Welcome to Objectivism Online Forum

Welcome to Objectivism Online, a forum for discussing the philosophy of Ayn Rand. For full access, register via Facebook or email.

Szalapski

Line of reasoning from "A is A" and basic observations to the role of government

Rate this topic

8 posts in this topic

Posted (edited)

Split from: How Does "A is A" Connect to Government?

Where it isn't clear for me:  suppose I accept that A is A; A thing is itself; Existence is Identity; Consciousness is Identification.

From there, how does it follow that each individual has a right to pursue and attempt the natural actions that enhance that life and cause that life to flourish?  How does it follow that each individual has an obligation not to impede or prevent others attempting such efforts? I have not seen Rand or anyone else explain this step in logic.  I intuitively can accept that it seems fair, but I don't have a firm grasp on the reason behind such a claim.

Edited by dream_weaver

Share this post


Link to post
Share on other sites
1 hour ago, Szalapski said:

From there, how does it follow that each individual has a right to pursue and attempt the natural actions that enhance that life and cause that life to flourish?  How does it follow that each individual has an obligation not to impede or prevent others attempting such efforts? I have not seen Rand or anyone else explain this step in logic.  I intuitively can accept that it seems fair, but I don't have a firm grasp on the reason behind such a claim.

Here is a good article to get you started:

https://www.theobjectivestandard.com/issues/2011-fall/ayn-rand-theory-rights/

 

Share this post


Link to post
Share on other sites

Posted (edited)

On 2/1/2017 at 11:42 AM, Dustin86 said:

Try as I might, I still do not know what laws and theorems in formal logic such as "A is A" have to do with government. To me, it makes as much sense if she started talking about dinosaurs and tried to connect that to how the government should be run. The two seem to have nothing to do with each other.

 

On 4/25/2017 at 9:00 AM, Szalapski said:

Where it isn't clear for me:  suppose I accept that A is A; A thing is itself; Existence is Identity; Consciousness is Identification.

From there, how does it follow that each individual has a right to pursue and attempt the natural actions that enhance that life and cause that life to flourish?  How does it follow that each individual has an obligation not to impede or prevent others attempting such efforts? I have not seen Rand or anyone else explain this step in logic.  I intuitively can accept that it seems fair, but I don't have a firm grasp on the reason behind such a claim.

Neither Rand nor any other Objectivist has explained this because the explanation is outside of the explicit, orthodox philosophy.

Rand's personal philosophy, her intuitive grasp of the connection between "A is A" and the necessity of a governmental justice system, is expressed in her fiction and in her convictions, but it's not explainable in her explicit philosophy. Her *explicit* philosophy, from the metaphysics, to the epistemology, to the nature of man, to the nature of political rights and government, cannot explain the connection.

In her explicit philosophy, in metaphysics, there are no universals, and a statement such as "A is A" is meaningless or even wrong, and the epistemology states that we can only pragmatically make such claims, there is no metaphysical necessity holding them to be true. The tabula rasa theory of man follows from this, and a subjectivist, consequentialist ethics follows from that. On such foundations, there are no individual rights, only pragmatic heuristics telling you that using force probably isn't in your best interest in most situations. Since there's no need for a justice system which consistently defends people's rights, there's no need for a government; whichever system of force which happens to be to one's advantage at any particular time would do.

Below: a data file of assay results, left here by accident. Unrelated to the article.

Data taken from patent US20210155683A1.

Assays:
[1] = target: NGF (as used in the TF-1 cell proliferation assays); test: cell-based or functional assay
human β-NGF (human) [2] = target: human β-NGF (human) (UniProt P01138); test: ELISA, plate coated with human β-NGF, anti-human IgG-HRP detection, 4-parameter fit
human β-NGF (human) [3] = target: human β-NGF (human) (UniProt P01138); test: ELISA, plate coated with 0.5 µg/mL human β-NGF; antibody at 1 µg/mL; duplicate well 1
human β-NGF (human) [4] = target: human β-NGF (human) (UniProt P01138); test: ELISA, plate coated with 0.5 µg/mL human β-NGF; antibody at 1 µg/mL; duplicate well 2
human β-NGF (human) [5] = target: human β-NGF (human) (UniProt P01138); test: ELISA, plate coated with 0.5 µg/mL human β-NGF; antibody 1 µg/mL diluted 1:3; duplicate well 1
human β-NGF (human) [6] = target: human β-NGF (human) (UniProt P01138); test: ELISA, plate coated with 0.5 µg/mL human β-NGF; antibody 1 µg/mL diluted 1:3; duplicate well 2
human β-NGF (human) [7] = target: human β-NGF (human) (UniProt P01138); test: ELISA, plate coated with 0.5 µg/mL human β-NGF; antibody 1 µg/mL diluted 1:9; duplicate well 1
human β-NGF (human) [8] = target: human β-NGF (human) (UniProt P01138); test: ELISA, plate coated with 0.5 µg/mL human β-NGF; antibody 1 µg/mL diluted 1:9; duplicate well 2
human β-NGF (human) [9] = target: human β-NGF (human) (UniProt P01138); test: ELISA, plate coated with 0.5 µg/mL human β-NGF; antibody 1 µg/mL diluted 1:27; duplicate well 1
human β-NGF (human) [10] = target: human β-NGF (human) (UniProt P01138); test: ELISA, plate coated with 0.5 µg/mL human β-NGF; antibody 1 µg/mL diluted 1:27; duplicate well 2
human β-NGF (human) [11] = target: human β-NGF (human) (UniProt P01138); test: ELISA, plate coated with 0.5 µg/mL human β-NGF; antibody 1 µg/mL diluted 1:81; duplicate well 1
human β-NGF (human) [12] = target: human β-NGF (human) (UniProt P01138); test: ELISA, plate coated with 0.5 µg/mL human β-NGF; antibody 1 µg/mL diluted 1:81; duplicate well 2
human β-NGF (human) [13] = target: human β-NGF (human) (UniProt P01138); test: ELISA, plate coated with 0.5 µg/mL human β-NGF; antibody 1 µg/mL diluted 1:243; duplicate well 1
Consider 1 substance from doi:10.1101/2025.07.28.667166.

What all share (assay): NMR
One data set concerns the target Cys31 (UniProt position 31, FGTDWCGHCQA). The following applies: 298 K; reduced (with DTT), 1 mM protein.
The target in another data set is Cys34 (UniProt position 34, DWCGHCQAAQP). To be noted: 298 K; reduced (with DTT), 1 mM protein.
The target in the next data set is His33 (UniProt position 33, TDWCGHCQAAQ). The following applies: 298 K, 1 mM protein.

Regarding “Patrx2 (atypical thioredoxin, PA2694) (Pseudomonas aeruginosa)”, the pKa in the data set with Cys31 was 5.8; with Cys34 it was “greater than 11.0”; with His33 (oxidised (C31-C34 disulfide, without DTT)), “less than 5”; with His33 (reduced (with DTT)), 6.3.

In her implicit philosophy, however, we find a totally different story. "A is A" is significant because of what is contained in the meaning of "A", much like in Descartes cogito, "I think, therefore I am" is significant because of what is meant by "I". The "A" is a universal, a metaphysically basic universal, with which our epistemological concept of "A" is identical. That is, there is a metaphysical necessity to the essential nature of our concepts. A teleological theory of man follows from this, and an objective (that is, intrinsic and universal) deontological morality follows from that - is implies ought, and therefore we must act consistently with our nature, and indeed must treat everything according to its nature (Nature, to be commanded, must be obeyed). For this reason, individual rights are absolute and categorical, and we need a system which will consistently defend people's rights, which can only be accomplished in an integrated, governmental justice system (any other system of force, including anarchy, cannot defend the rights of all of the individuals involved consistently).

Edited by epistemologue

Share this post


Link to post
Share on other sites
1 hour ago, epistemologue said:

the epistemology states that we can only pragmatically make such claims, there is no metaphysical necessity holding them to be true.

Why do you think this? Where is it implied or stated by Rand that the pragmatics are a fundamental part of metaphysical claims? Indeed there is no binding THING to unite a set of things to as a CONCEPT, so forming concepts is a matter of agent-focused. But the binding metaphysical fact is that entities and objects have their identity as individual things. The necessity of holding it all to be true is the identity of what you're looking to understand and know about reality.

I agree only in the sense Rand didn't explain it all explicitly in sufficient detail. Perhaps she didn't think about all possible clarifications. My point is that her explicit philosophy doesn't necessarily lead to subjectivity. That isn't the only way to go - but it can.

I don't totally disagree with the last part. Except the phrase categorical absolute, as far as it is -usually- meant. A "metaphysically basic universal" is too vague to comment on as right or wrong.